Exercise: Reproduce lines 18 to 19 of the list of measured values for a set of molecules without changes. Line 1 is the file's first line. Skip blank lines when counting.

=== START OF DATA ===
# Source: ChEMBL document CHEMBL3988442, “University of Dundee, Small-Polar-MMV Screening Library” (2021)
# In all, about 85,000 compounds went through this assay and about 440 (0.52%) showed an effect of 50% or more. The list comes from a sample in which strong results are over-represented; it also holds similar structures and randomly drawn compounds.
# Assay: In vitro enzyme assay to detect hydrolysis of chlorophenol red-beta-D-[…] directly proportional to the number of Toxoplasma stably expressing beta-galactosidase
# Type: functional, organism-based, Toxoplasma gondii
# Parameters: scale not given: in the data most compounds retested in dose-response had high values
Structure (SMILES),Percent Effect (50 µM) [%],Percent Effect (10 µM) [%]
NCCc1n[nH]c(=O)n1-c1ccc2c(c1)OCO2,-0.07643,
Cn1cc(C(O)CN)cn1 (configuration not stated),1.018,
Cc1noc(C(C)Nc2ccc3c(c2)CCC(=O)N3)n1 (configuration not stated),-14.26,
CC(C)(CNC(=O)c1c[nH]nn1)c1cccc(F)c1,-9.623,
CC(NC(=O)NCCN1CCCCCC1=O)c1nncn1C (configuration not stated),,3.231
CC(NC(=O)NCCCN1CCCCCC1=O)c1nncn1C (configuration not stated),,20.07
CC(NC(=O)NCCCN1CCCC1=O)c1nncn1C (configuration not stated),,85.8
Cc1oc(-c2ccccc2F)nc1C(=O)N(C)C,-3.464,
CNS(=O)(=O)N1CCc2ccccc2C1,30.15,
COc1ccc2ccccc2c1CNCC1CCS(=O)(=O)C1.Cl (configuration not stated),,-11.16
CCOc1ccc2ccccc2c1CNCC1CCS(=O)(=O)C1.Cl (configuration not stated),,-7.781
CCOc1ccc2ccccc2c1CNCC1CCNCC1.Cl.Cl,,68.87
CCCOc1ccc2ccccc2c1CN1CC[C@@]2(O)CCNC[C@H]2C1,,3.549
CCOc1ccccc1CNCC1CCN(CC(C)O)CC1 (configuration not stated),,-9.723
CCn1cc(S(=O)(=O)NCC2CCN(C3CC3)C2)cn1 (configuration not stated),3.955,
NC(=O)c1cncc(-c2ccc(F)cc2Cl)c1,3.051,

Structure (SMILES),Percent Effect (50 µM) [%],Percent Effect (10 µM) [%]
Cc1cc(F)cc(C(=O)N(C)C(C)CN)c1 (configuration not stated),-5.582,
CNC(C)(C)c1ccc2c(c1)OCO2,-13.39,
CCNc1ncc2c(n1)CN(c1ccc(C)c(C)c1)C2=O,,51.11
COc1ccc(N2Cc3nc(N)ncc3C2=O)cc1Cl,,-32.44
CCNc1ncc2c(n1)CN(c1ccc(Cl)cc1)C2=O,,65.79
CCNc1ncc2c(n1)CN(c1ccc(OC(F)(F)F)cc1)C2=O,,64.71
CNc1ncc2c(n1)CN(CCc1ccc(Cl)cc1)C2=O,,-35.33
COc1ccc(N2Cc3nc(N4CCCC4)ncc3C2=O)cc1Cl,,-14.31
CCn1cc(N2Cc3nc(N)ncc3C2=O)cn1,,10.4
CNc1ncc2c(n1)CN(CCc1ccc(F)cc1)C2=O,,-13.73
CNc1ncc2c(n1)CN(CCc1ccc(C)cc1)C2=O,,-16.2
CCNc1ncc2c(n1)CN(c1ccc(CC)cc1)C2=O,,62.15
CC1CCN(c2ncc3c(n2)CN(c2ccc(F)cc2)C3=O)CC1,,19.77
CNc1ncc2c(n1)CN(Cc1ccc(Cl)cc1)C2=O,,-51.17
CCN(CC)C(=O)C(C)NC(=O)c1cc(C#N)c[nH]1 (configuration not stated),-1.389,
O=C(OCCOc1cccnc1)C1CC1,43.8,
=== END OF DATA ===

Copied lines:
CCOc1ccc2ccccc2c1CNCC1CCNCC1.Cl.Cl,,68.87
CCCOc1ccc2ccccc2c1CN1CC[C@@]2(O)CCNC[C@H]2C1,,3.549